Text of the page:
growth and evolution. He will bo tho
right man in the right place in the
legislative hall of Oregon.
Secretary Schelling, of the national
executiva committer of the Peoplo's
Party, received a letter from Muster
Workman Powderly, of tho Knights of
Labor, in which ho deprecates the
hoisting of his name for a presidential
candidate by some of the reform papers,
and askh Mr. Schelling to usa his in
fluence to stop such nonsence. - Pow
derly adds that .ho will vote for the
St. Louis platform, no matter what the
name of tho party may be. .-' For cer
tain reasons, he says, his nams would
not draw as well as others, and. a large
vote is needed to convinces the republi
can and democratic partios that the
St. Louis platform and principles must
not be ignored, as will ba done this
year by those parties.
I TO VOTE.
The New Ballot Law and How
to Use It.
CUTS AND SAMPLE TICKET
The Law Said to be Safe Against
Repeaters and Vote Buyers.
The new Australian ballot law is now
in forco in this stats, and every voter is
interested in knowing how to comply
with the law in casting his ballot.
A tew municipal elections have been
conducted undrr the new plan, and
others are yet to be held before the
final test of the law is to be made at the
fall general election. To awtist voters to
proper understanding of tbe way to do
it, we print herewith the full text of
the law and illustrations of the voting
Cut No. 1 shows the boxes or compart
ments in which tho voter prepares liii
Cut No. S shows the position of the
ballot clerks, voters in the stalls, and
the officers of election checking the
voters as they deposit the ballots in the
xx near, the exit, fcnter with the tnan
the right of the cut, and get a ballot
from the gentleman standing at the end
of the table, provided the young man
at the desk finds your uaine property
registered in the great register open be
Then walk over to one of the open
stalls and mark your ballot in accord
ance with your wishes, and pass in front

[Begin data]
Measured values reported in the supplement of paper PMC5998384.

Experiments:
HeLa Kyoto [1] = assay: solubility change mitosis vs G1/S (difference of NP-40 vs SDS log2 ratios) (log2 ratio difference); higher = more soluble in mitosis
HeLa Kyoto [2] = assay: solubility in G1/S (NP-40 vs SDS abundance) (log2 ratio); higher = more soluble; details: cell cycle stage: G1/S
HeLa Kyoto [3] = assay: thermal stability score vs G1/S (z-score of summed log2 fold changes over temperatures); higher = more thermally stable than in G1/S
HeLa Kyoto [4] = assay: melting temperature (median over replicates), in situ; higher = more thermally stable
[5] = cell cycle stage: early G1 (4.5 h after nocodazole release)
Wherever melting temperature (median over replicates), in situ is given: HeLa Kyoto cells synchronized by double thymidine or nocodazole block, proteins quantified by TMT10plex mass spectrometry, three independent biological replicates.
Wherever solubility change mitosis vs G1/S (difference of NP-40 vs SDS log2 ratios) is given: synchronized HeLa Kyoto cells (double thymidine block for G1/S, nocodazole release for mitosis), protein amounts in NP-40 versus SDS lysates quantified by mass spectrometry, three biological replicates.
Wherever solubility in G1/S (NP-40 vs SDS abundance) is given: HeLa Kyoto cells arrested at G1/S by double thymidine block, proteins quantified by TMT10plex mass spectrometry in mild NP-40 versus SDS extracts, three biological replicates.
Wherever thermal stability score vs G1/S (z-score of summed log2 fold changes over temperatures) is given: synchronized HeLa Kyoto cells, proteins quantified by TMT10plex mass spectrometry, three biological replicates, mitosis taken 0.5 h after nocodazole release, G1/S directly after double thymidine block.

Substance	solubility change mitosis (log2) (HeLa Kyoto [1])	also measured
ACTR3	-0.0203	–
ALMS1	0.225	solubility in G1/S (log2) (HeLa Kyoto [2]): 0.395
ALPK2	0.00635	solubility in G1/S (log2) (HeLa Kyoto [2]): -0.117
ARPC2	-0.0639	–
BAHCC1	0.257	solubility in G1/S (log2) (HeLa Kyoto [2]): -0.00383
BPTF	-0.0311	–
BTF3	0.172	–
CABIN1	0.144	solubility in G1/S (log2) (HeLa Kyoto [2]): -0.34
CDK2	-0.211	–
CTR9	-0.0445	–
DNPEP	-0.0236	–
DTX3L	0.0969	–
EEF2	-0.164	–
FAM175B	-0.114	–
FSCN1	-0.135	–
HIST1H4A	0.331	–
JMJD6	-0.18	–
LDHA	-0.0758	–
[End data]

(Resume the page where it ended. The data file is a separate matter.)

of the group at the loft, and anuounce
yonrname to the jnilges of election.
When the young man sitting at the desk
finds your name properly registered,
you are permitted to deposit the ballot
in the box and pass out. That is all
there is to it Cut No. 8 shows the
ground plan of Cut No. 2, with the
positions of each election officer and
voter indicated. : -
It has been claimed by some that the
new law can be beaten, and that vote
buying cannot be prevented by the ex
periment The following editorial from
the San -Francisco Examiner seems to
state the case about as fairly as it can
be dev1 -
I o 00
' f lBoil
"A correspondent of the Examiner
warned the California electors of the
method by which the Australian ballot
system was beaten in Montana. It was
a variation of the 'Tasmania dodge,' a
voter being bribed to bring out a ballot
by substituting a piece of blank' paper
fr the official ballot that was given
him on entering the booth. In the ' Tas
nnia dodge' the voter was supposed to
rote the blank paper, in the Montana
ease to tear it up. The official ballot
being brought outside it was tilled up
by the vote buyer, given to the next
voter, who oast the marked ballot and
brought out a fresh official ballot. The
system was thus made a check on the
"Whether this trick was actually
worked or not in the case mentioned, it
is amply provided for in the California
law. In the first place the voter is for
bidden to leave the booth until he baa
delivered np the ballot ho has received
on entering. He must give it to the in
spector if he wishes to vote it or return
it to the ballot clerks in case he does not.
"But a second check, still more valu
able, prevents any illicit nse of the bal
lot even if it -is taken ouUMe. When
the voter enters the booth the ballot
clerks mark the check number of his
ballot against his name on the printed
register. When he marks the ballot he
folds it with the counterfoil or tag that
bears the number of the ballot exposed,
and delivers the ballot to the inspector.
The inspector announces the name and
number, the ballot clerks verify it from
their record, and the inspector tears off
the tag and drops the ballot in the box.
If the ballot does not bear the same
number as the one he received from the
ballet clerks he cannot vote.
"The California ballot system cannot
be 'beaten in this manner except by
the collusion of the election officers,
challengers and watcher of both parties.
It is hardly possible to secure so large a
number of corrupt men together, or at
all events men corrnpted by the same
side. Whatever vote buying is done
under the system will have to be carried
out under the assistance to illiterates'"
provision. This will be a possible but
dangerous game to play. It will require